Resounding Hope for Shark Survival – Convention on International Trade of Endangered Species (CITES)
It’s exciting what can be achieved when a network of policymakers, scientists, conservationists, and activists work together to save sharks. This was demonstrated during the CITES’ 19th Conference of the Parties (CoP19) this past December where sustainable trade protection for requiem and hammerhead sharks was approved, increasing the regulated shark fin trade from 25 percent to nearly 90 percent - meaning almost all shark species are now listed and therefore protected under CITES regulation. With requiem sharks comprising more than 50 percent of shark fin trade and 70 percent of the family already threatened with extinction, the affirmative vote in Panama established a resounding mandate for sustainable, legal trade.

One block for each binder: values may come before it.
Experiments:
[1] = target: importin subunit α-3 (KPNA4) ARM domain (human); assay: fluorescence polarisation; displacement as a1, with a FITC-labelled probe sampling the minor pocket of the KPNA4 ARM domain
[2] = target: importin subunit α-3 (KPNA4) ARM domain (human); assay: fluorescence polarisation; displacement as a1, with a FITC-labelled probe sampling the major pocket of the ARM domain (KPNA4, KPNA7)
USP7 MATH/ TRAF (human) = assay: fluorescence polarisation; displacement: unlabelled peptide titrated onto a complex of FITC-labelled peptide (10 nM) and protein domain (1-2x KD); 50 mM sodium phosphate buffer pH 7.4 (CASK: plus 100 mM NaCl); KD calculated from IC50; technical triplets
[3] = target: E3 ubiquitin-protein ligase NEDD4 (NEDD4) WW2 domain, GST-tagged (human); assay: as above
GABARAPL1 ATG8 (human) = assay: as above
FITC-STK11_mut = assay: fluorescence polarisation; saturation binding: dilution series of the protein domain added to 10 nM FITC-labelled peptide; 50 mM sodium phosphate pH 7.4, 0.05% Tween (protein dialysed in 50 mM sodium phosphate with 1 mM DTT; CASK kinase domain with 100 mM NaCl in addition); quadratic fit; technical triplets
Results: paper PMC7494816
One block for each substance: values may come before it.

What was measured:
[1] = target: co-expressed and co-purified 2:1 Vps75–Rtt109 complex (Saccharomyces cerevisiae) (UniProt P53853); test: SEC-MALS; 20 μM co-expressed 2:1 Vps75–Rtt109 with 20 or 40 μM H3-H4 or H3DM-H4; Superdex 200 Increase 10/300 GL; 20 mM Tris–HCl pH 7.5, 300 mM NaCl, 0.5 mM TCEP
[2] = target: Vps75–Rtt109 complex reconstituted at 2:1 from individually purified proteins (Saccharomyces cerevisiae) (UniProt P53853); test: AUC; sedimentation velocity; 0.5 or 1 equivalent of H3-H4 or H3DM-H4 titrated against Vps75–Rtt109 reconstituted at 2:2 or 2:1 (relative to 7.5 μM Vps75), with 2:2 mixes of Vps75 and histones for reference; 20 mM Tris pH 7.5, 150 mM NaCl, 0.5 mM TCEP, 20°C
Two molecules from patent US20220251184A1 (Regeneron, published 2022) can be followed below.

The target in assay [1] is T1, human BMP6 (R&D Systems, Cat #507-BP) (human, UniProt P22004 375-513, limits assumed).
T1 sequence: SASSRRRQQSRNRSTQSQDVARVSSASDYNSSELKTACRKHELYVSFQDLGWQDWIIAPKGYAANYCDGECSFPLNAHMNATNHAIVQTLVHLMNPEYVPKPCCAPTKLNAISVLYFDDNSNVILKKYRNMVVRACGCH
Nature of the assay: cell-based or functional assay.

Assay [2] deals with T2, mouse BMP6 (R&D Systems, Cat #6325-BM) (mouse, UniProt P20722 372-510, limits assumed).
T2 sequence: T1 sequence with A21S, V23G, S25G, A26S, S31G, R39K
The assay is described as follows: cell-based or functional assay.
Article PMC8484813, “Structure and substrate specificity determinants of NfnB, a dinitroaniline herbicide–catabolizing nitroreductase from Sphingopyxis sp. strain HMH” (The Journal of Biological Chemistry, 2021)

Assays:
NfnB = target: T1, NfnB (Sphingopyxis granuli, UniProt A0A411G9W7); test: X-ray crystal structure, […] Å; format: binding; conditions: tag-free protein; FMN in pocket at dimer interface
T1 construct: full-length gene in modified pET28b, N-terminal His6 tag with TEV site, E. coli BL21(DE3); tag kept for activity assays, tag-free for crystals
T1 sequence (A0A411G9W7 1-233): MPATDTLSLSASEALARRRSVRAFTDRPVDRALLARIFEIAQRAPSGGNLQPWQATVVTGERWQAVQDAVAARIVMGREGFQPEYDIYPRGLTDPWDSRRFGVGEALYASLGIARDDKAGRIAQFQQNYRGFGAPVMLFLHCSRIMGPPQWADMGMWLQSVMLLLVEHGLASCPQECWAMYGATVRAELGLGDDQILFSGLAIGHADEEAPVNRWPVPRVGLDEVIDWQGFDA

Through the foundation’s $1.8 million grant to support CoP19 proposals, the Wildlife Conservation Society (WCS) engaged its strong network within science and policy arenas to secure the landmark decision. Using science and data from our Global FinPrint study, along with additional research conducted by the Shark Conservation Fund, WCS and its partners went directly to countries, strongly making the case to environmental ministers and policy leaders about the need to protect sharks, the benefits of protecting sharks, and the tools that are available to do so.